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Fosamax, Reclast, Other Osteoporosis Drugs to Undergo FDA Safety Review

FDA to Look into Possibility That Drugs Cause Irregular Heartbeats

Oct 2, 2007 | Parker Waichman LLP

The Food and Drug Administration (FDA) is going to be taking another look at Fosamax and other bone building drugs because they could be causing irregular heartbeats in some patients.  The FDA  safety review of bisphosphonates, a class of drugs often used to increase bone mass in order to treat osteoporosis, was prompted after a study published last May in the New England Journal of Medicine found that patients taking these drugs had high rates of atrial fibrillation.

Bisphosphonates are used to increase bone mass and reduce fracture risk in patients with osteoporosis. They also are also used to slow bone turnover in patients with a disorder called Paget's disease and to treat bone metastases and lower blood calcium in cancer patients.  There are currently 8 bisphosphonates approved for use in the US.  They are Fosamax, Reclast, Boniva, Actonel, Zometa, Aredia, Didronel and Skelid.

Research published in the May 7 issue of the New England Journal of Medicine found that bisphosphonates appeared to increase the risk of irregular heartbeats in some older women.  Researchers conducting a review of a 1997 study of postmenopausal women on Fosamax found that there appeared to be 50 percent more risk of the serious heart rhythm irregularities in women who took the daily pill than among those who didn't take it. About half of the 6,459 women took Fosamax, and 47 developed atrial fibrillation, compared to just 31 cases among the other women.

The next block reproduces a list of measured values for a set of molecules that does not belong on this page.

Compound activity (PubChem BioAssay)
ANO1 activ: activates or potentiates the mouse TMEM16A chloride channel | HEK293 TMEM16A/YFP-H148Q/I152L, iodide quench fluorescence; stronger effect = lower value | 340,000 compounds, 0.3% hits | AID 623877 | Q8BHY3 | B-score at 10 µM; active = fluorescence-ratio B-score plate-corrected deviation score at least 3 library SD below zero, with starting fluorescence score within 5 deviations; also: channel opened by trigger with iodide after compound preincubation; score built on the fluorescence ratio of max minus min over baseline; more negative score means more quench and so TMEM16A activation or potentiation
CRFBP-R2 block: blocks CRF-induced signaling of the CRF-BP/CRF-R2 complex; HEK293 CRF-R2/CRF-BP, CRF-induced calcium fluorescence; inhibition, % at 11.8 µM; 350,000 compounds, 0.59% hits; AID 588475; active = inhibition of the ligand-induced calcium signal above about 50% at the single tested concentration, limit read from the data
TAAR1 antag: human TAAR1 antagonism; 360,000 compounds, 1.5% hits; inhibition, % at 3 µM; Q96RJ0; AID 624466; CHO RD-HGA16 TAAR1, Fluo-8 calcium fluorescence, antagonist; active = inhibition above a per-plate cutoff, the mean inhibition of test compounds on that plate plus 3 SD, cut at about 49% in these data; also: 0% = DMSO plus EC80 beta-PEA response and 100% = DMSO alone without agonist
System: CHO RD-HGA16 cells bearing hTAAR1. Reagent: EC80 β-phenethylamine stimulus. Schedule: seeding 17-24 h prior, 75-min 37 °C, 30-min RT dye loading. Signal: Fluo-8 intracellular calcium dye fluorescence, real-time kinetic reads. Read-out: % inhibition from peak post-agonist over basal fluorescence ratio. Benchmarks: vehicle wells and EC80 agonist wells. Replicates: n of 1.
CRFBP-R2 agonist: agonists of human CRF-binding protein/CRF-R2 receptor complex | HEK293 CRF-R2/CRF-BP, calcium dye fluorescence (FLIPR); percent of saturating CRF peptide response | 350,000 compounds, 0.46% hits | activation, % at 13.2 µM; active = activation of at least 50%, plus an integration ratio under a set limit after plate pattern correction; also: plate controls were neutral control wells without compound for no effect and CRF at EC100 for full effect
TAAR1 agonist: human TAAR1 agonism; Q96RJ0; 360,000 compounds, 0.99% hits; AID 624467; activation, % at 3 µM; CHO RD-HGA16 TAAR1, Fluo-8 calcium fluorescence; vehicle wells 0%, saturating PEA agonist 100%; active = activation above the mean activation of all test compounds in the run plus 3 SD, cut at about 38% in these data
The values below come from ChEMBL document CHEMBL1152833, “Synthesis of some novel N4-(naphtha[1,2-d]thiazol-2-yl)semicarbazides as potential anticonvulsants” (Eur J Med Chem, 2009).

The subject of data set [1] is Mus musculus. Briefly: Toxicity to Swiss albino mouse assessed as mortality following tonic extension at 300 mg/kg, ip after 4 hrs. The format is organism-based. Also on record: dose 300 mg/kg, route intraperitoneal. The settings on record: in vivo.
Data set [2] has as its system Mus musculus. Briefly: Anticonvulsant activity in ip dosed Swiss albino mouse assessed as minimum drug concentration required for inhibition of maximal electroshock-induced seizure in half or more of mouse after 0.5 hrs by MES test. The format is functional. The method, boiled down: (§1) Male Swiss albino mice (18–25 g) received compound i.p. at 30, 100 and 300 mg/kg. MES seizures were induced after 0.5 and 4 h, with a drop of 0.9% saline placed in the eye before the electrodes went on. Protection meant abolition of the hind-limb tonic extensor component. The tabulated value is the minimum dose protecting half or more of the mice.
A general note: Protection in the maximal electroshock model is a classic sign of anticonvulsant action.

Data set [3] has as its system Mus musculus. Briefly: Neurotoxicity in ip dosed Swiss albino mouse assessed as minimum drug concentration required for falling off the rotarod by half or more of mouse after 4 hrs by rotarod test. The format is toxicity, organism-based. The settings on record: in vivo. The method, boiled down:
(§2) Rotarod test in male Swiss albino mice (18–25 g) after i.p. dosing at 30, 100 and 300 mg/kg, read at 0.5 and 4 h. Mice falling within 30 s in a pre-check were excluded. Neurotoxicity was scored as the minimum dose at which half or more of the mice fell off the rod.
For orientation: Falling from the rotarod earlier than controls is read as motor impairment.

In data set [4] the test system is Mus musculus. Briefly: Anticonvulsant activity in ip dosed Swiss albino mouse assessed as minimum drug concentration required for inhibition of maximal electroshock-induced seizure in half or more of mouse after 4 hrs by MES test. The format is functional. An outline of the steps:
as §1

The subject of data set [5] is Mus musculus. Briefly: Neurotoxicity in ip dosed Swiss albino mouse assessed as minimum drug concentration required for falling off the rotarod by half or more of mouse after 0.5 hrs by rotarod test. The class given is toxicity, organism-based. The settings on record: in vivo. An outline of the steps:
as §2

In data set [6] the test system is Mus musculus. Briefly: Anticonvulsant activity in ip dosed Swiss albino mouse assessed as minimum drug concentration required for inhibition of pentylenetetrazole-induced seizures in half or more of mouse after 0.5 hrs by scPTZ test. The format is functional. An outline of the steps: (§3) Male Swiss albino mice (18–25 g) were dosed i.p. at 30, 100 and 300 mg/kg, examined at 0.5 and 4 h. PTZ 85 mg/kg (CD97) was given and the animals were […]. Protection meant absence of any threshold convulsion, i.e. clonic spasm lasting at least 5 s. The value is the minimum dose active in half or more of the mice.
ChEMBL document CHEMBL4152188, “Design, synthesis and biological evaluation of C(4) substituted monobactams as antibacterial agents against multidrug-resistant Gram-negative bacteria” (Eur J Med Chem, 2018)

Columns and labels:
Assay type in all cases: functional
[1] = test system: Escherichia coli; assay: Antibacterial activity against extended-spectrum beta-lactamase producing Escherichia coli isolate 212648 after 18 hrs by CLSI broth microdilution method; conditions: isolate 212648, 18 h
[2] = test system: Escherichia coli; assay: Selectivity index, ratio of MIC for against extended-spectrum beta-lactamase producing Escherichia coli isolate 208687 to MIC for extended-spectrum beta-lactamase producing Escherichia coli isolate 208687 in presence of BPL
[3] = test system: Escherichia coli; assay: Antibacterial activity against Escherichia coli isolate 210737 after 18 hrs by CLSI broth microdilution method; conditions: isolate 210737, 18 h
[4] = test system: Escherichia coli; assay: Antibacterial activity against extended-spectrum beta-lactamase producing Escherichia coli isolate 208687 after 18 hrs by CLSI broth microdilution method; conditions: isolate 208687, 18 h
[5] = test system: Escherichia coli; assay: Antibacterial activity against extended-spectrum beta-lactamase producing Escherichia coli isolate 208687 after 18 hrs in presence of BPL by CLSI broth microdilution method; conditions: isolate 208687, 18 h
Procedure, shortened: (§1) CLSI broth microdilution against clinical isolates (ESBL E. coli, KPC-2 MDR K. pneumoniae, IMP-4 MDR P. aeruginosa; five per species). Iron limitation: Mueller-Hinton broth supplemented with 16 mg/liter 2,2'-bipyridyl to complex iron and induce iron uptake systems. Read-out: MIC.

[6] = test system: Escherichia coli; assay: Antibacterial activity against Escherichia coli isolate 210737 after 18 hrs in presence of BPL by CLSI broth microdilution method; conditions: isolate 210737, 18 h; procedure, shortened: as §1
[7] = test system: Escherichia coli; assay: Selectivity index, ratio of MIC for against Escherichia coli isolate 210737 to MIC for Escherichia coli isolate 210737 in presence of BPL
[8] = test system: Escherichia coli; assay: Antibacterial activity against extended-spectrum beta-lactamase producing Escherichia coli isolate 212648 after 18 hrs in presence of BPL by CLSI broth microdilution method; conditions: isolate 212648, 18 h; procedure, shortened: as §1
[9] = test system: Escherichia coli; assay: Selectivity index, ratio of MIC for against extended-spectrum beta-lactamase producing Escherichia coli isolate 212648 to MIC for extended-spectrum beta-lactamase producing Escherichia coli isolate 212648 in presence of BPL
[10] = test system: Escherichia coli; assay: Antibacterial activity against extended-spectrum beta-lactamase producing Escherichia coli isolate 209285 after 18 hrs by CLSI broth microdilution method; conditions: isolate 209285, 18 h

A second study published in the same issue of the New England Journal of Medicine cast doubt on another bisphosphonate, Reclast.  In a study of 7,736 postmenopausal women with bone-thinning osteoporosis, the risk of a serious case of irregular heart rhythm was more than double that in the other patients.

In announcing the bisphosphonate safety review, the FDA said that it was “unclear how these data on serious atrial fibrillation should be interpreted. Therefore, FDA does not believe that healthcare providers or patients should change either their prescribing practices or their use of bisphosphonates at this time."  The agency will be seeking additional data on the possible atrial fibrillation risks associated with these drugs, and it expects the safety review of bisphosphonates to take about 12 months.

This is not the first time that the safety of Fosamax has been questioned.  The drug has been linked to Osteonecrosis of the Jaw (ONJ), also known as Dead Jaw Syndrome, a condition in which the bone tissue in the jaw fails to heal after minor trauma such as a tooth extraction, causing the bone to be exposed. The exposure can eventually lead to infection and fracture and may require long-term antibiotic therapy or surgery to remove the dying bone tissue.  In 2005, the Fosamax label was updated to include warnings about ONJ.


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